The New Electoral Landscape and What It Means for Immigration Reform


December 1, 2008

IPC has compiled this one-stop analysis of all the available data on the Asian, Latino and New American vote and shows how and why they voted the way they did in the 2008 election cycle. The report features a variety of early, exit and election-day polling which tells the story of not only a record rate turnout, but also provides insight into the greatest areas of concern for these voters. It also explores early signals from the new administration and congress with respect to immigration reform.

The 2008 elections clearly demonstrated the growing power of the Latino, Asian, and immigrant vote. Not only did these groups turn out in record numbers, they also overwhelmingly rejected anti-immigrant politicians who attempted to use immigration as a wedge issue through hateful campaign rhetoric that is quickly becoming an unhealthy trademark of the Republican Party.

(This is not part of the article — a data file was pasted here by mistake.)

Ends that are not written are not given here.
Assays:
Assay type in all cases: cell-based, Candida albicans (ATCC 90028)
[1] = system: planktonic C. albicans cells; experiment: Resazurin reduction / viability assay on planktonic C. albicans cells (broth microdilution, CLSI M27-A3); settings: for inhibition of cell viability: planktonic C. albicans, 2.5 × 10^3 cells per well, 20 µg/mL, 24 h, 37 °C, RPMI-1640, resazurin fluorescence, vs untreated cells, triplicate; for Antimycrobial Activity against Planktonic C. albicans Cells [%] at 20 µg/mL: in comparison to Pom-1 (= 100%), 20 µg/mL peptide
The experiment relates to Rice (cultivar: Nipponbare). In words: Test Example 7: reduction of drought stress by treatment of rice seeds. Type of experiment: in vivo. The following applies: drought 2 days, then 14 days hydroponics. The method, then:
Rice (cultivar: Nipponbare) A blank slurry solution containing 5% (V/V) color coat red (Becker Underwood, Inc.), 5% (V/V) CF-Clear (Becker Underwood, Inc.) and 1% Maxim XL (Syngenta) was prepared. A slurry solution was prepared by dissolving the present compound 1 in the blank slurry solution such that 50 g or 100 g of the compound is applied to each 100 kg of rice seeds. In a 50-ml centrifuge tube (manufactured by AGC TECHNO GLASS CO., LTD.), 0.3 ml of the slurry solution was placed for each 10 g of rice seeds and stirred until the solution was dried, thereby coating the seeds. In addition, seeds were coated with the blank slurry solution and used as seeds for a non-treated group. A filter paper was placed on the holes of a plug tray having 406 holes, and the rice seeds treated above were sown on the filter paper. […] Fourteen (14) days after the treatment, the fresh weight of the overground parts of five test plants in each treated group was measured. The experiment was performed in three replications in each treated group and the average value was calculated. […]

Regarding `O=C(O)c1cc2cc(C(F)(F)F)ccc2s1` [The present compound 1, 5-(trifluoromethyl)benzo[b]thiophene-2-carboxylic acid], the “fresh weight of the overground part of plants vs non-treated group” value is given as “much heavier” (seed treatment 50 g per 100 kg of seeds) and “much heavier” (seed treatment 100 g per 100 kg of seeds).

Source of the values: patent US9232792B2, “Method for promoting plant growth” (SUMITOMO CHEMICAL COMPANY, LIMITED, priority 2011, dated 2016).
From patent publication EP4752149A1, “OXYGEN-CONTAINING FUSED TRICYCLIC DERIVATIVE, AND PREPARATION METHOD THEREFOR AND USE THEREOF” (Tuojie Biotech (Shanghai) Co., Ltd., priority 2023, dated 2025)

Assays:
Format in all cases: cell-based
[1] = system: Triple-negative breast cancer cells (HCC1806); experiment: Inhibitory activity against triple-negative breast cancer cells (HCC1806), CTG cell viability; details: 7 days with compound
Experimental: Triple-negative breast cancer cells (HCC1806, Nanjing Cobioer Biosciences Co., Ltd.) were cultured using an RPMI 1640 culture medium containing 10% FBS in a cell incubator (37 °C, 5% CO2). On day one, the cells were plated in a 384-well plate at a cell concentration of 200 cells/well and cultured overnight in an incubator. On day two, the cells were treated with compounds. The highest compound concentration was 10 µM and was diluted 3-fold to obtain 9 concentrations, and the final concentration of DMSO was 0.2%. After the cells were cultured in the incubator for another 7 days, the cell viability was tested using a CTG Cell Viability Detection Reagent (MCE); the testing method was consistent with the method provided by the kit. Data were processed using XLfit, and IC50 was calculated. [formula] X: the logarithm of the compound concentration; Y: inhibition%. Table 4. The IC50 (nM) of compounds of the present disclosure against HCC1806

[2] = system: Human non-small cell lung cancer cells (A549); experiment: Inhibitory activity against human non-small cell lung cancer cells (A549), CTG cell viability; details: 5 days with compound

The following report illustrates the growing electoral clout of Latinos, Asians, and New Americans; provides data on how and why they voted; and demonstrates that immigration was an issue that motivated them to the polls. Election results from races in which immigration was a hot issue show that immigrant-bashing did not work as a campaign strategy. The report also provides evidence that a majority of all voters favor comprehensive immigration reform, and details early signs from the incoming administration and Congress that point to a new direction in immigration policy.

Politicians of all stripes would be wise to listen to the voices of ethnic and New American voters and not take them for granted. The analysis provided in the following pages points to the strength and growth of what may be the most important voting bloc in 21st century politics—one that now has the power profoundly to change American elections in the years to come.

Most Read

  • Publications
  • Blog Posts
  • Past:
  • Trending